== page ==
Over the years, I have been able to interpret their nonverbal communication and we have been able to develop a very close relationship. When I received my own autism diagnosis, I told my children. My son uncharacteristically reached out and shook my hand as if welcoming me to the club. This was very meaningfully to me as many neurotypical people questioned my diagnosis based on autism stereotypes.

My daughter can communicate when she is happy, not just by smiles and laughter. She has developed her own version of sign language that expresses emotion rather than rational thought. She is able to share when she is sad, taking my fingers and tracing out on her face where tears might fall.

One of the most powerful experiences was when our son joined us for church. He lives in a group home in another city and cannot often worship with us. Our son has never been able to express his spirituality with verbal language. One Sunday he was with us at our Baptist church and we were about to celebrate communion, which our son had never participated in. He often is humming and seemingly distracted in church but when the communion portion of the service began, he was fully engaged. I was leading the service and saw him present in a way I rarely have. My wife noticed that he seemed to be on the verge of tears, not from sensory overload but because he understood the sacredness of the moment. It was an example of the Word made flesh in that instead of speaking the words of liturgy with the rest of the congregation, he responded to the sacrament with his bodily posture and facial expression.

Logan is standing in front of Abby.  She is holding him from behind in an affectionate way.  They are both looking at a point behind the camera.

Concluding Reflections

In our post-enlightenment world, relationships are judged based on the passing back and forth of rational thought through verbal communication. Nonverbal communication is seen as a poor substitute for the spoken word. This leaves those who do not communicate primarily with words on the margin, both outside and inside the church.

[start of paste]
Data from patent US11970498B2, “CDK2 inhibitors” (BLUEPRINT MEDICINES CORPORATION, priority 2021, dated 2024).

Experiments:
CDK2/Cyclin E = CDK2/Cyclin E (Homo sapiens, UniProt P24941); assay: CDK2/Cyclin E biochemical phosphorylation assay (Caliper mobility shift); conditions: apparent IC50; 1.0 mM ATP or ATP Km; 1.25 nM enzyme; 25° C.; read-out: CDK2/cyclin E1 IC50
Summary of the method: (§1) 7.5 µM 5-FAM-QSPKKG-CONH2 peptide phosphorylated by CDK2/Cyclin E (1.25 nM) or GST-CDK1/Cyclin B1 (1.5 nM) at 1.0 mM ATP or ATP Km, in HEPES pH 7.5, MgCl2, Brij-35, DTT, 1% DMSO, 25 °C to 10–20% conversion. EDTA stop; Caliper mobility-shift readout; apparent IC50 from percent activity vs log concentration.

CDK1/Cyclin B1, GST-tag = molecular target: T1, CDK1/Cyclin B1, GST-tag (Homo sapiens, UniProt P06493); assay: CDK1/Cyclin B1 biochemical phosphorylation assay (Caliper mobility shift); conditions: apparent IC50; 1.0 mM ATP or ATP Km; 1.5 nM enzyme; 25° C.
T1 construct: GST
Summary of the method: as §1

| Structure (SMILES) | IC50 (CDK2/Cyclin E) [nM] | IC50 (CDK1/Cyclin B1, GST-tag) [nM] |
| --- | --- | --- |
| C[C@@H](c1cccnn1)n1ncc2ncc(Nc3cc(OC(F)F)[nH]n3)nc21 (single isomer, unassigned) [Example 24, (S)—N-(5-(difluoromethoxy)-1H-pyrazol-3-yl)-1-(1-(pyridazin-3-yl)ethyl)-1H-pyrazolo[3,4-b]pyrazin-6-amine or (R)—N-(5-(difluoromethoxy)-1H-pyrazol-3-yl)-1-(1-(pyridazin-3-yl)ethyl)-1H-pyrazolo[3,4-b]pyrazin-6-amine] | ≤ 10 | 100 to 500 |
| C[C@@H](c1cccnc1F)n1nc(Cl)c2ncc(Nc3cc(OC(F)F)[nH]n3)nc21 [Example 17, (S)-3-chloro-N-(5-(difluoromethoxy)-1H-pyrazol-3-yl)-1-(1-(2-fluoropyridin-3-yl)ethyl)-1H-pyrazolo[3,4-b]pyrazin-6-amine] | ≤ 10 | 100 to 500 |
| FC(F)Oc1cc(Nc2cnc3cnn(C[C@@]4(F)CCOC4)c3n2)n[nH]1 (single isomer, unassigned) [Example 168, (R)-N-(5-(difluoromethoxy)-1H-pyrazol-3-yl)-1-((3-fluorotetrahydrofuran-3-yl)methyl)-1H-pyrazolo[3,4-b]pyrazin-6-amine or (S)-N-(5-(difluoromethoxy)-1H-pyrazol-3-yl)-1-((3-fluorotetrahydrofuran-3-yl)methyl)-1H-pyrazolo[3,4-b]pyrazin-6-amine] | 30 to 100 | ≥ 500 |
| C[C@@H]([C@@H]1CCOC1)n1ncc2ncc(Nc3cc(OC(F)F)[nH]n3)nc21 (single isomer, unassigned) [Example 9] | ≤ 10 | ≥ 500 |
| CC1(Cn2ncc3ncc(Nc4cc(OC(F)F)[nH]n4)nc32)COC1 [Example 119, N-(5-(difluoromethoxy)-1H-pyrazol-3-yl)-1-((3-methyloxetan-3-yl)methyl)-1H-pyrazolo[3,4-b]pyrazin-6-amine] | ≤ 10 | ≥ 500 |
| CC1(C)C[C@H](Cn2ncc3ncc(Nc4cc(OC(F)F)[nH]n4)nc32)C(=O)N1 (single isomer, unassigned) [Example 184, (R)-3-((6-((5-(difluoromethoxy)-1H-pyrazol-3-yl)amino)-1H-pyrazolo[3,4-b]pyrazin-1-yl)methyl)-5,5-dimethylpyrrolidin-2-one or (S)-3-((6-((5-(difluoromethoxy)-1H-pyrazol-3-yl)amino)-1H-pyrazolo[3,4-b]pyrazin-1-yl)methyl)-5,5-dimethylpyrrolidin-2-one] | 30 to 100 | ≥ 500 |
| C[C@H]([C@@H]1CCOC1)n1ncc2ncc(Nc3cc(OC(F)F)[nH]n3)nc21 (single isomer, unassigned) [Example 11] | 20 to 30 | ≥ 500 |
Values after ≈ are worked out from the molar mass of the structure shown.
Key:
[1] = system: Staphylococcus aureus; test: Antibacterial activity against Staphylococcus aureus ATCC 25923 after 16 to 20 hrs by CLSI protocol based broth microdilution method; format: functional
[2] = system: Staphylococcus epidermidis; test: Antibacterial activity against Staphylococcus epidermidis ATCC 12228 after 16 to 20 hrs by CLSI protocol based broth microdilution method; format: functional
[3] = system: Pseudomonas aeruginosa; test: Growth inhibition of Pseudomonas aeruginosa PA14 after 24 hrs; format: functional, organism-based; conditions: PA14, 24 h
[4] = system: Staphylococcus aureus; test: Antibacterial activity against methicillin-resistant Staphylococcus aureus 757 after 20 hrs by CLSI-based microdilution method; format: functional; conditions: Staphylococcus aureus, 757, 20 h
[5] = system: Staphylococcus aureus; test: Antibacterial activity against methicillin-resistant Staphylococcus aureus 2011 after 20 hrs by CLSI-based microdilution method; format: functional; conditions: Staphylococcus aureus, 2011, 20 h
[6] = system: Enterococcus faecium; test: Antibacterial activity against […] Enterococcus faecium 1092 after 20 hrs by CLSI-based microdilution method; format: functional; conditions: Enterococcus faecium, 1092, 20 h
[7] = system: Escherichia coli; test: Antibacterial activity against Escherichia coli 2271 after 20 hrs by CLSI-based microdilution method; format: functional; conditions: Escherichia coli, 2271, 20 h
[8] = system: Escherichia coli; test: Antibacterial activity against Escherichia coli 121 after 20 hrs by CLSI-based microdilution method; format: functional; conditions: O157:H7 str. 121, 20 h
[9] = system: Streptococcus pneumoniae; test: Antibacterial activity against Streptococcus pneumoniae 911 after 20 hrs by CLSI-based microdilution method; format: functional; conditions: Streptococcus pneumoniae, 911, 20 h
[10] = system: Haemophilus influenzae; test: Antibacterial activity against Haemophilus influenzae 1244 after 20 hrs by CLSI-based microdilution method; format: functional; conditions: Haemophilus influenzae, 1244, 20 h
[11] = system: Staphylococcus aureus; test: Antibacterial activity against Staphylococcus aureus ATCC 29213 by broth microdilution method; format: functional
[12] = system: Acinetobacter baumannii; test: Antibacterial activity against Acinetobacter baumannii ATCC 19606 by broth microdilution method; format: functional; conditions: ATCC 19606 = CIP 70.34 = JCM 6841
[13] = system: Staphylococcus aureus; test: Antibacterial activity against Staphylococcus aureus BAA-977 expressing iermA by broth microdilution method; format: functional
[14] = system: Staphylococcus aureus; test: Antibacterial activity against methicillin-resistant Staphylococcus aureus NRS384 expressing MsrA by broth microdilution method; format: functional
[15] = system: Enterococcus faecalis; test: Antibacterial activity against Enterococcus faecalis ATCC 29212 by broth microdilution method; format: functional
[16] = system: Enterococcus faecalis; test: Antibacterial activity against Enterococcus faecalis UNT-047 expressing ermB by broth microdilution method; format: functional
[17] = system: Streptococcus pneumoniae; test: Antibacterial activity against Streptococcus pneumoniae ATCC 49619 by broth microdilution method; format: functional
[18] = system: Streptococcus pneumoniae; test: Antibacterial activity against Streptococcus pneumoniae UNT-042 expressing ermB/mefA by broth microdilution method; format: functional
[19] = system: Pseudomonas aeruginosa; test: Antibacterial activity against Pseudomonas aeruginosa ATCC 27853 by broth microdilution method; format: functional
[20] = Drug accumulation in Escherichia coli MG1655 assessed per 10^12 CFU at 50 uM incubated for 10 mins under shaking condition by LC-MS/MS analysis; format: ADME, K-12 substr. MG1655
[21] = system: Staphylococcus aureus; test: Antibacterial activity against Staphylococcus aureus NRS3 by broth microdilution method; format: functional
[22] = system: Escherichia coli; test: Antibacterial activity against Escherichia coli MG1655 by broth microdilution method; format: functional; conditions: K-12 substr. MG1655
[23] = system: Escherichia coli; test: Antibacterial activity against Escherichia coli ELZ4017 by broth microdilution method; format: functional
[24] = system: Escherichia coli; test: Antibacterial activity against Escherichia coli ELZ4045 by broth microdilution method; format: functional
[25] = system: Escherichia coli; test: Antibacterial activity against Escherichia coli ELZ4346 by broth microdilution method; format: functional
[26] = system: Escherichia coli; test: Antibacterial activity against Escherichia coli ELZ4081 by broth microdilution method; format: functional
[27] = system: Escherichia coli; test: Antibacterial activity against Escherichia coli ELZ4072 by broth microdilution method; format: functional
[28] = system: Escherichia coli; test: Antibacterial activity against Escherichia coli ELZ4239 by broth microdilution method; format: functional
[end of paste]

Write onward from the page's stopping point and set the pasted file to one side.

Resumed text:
The prologue of the Gospel of John provides a theological paradigm that has the potential to overturn that bias. In the beginning was the Word. That Word was powerful enough to bring about all of creation. However, being the Word was not enough. The Word was made flesh and became Jesus of Nazareth, a man who ate and drank, who embraced children and overturned tables. Jesus modelled the importance of embodied relationship that can include but is not limited to verbal communication.

 While the incarnation is a unique event in Christian theology, the experience of embodiment is not. I have found the image of the Word made flesh to be a powerful paradigm for seeing the experience of my minimally verbal children, both in their relationships with me and their expression of faith. This paradigm can go beyond my own experience into an understanding of relationships within a faith community.

The incarnation calls Christians to embody their relationships with all people, something that has the potential to enrich relationships with those who are nonverbal. The embodiment of relationships creates the opportunity to discover the power of nonverbal communication. The Word made flesh is an invitation to entered into more embodied relationships with those on the margins. Having physical bodies, in all of their diversity, is what unites us as human beings. A more wholistic approach that is not limited to verbal communication can help move people from the margins of the community to the centre.

Stephen and his wife, Abby, and Logan take a selfie in black and white.